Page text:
The logistics arm of the Lufthansa passenger airline remains by far the most profitable member of the Lufthansa Group. This has been affirmed by the operating results now presented for the 1st half of 2021, which documented an all-time revenue height achieved by the freight airline.
According to a press release, aired last Thursday (05AUG21) by the Lufthansa Group, its cargo arm has generated a record-breaking adjusted EBIT of 640 million euros in the first half of 2021,
thus breaking another sound barrier. It is the highest ever in the history of the carrier following an EBIT of 277 million euros in a y-o-y comparison. Much to the delight of CEO Dorothea von
Boxberg: "We are pleased that we were once again able to significantly increase our earnings in the first half of 2021. This enables us to further invest in the topics relevant to our
customers, such as digitalization, sustainability, and our infrastructure at the hub in Frankfurt.”
On Way to Surpassing the Magic Mark of 1bn Euros
If the data for the first half of the year is extrapolated conservatively, LH Cargo should exceed the revenue threshold of 1 billion euros at the beginning of or by mid-October. This calculation does not take into account the upcoming peak season in the cargo business or the gradual increase in capacity due to the revival of the passenger business, which ups the belly hold capacity Lufthansa Cargo can sell. This also applies to the Group members Brussels Airlines and Austrian Airlines, whose freight activities are also entirely managed by Lufthansa Cargo.
The Group's press release does not provide any further explanation for the outstanding financial success of the freight subsidiary. Instead, Lufthansa CEO Carsten Spohr and his management team forecast a lasting positive trend in air freight, strongly benefitting their cargo daughter’s sales: “Continued structural capacity constraints in the global freight business are expected to support the revenue and earnings development of Lufthansa Cargo in the coming years,” reads the statement.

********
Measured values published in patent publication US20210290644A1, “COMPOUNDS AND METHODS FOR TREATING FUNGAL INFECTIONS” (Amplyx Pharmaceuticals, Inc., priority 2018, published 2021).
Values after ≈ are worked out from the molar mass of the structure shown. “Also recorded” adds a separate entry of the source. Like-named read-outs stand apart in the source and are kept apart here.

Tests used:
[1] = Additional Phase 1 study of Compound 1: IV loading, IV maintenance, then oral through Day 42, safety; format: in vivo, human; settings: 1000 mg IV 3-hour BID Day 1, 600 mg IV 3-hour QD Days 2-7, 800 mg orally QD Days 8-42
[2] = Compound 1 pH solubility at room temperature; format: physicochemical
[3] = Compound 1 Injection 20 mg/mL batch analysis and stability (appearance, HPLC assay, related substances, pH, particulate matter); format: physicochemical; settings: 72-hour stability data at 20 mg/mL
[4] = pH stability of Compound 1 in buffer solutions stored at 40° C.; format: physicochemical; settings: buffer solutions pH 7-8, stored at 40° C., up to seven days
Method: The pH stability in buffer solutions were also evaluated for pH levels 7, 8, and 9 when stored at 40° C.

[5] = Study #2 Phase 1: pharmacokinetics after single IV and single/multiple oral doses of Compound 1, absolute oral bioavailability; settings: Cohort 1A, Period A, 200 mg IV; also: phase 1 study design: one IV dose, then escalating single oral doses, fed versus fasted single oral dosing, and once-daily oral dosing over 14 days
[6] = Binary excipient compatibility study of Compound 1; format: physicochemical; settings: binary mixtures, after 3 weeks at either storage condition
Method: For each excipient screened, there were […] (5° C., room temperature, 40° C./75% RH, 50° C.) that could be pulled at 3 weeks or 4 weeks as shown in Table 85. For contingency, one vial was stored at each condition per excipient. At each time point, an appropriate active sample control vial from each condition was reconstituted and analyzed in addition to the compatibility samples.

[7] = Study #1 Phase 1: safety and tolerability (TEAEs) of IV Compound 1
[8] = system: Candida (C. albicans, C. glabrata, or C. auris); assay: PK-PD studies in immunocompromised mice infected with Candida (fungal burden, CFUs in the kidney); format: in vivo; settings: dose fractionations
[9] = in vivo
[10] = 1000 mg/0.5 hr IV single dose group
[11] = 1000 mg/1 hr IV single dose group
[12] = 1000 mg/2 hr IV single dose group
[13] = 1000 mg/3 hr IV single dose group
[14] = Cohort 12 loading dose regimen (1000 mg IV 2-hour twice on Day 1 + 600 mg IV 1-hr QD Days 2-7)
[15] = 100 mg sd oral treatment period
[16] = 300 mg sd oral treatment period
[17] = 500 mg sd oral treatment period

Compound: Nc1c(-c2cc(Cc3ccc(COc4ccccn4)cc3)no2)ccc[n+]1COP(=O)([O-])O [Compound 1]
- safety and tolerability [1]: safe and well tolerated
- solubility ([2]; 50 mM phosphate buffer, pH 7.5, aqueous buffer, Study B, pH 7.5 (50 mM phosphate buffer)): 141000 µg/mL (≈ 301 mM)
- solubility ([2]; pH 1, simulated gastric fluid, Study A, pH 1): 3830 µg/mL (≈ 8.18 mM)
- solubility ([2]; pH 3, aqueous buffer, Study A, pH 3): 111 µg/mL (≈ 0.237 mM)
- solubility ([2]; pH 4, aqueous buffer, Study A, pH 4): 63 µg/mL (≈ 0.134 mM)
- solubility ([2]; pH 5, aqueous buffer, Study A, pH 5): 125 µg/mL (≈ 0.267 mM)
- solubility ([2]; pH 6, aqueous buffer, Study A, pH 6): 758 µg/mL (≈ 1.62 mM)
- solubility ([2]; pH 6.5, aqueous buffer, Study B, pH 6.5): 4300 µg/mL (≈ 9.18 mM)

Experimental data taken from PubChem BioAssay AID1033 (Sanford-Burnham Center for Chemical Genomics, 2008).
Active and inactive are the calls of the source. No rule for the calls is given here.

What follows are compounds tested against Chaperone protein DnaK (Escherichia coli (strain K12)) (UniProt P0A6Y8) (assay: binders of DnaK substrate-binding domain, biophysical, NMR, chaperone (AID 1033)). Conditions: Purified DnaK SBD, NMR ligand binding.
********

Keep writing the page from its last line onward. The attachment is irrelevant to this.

In addition to the ongoing C-19-related constraints on lower deck capacity of pax aircrafts, which continue to keep prices for freight shipments high as the gap between transport demand and supply tends to last, there are further reasons for Lufthansa Cargo's outstanding half-year results.
Many Successful Course Settings
For instance, the "Proflex" savings program announced at the end of 2019 has reduced the cost base remarkably. In line with this, LH Cargo succeeded in pushing down the fixed and variable costs by EUR 50 million euros each consecutive year. Another big point was the rollover of the fleet by phasing out most of the aging and kerosene consumptive MD-11 freighters and operating a uniform fleet of Boeing 777F instead. This has allowed for increased productivity and reduced expenses.
Another big achievement are the route joint ventures agreed between LH Cargo and ANA Cargo, United Airlines Cargo and Cathay Pacific Cargo respectively. They are based on metal neutrality and revenue sharing, so they benefit the parties equally. In addition, the partnering airlines have significantly expanded their intercontinental cargo network, which makes them even more attractive for forwarders. Successful digitization initiatives, the inception of the e-commerce specialist Heyworld, and an extremely flexible route policy are further advantages that undoubtedly positively impacted the half-year results.
Reducing Climate-Damaging Fuel Burn
CEO von Boxberg also points to another sector where her airline is making its mark: “We are very proud that we undertook further milestones towards CO2 neutrality in the second quarter. For example, we were able to offer a weekly CO2-neutral cargo flight for the first time with our partner DB Schenker. This makes Lufthansa Cargo the first cargo airline to offer this service."
Final take away: It can be assumed that some corks have popped at Lufthansa Cargo last Thursday. However, since the company's revenues flow into the coffers of the parent company due to an internal accord, LH Cargo probably did not toast its success with champagne, but with the slightly cheaper sparkling wine.
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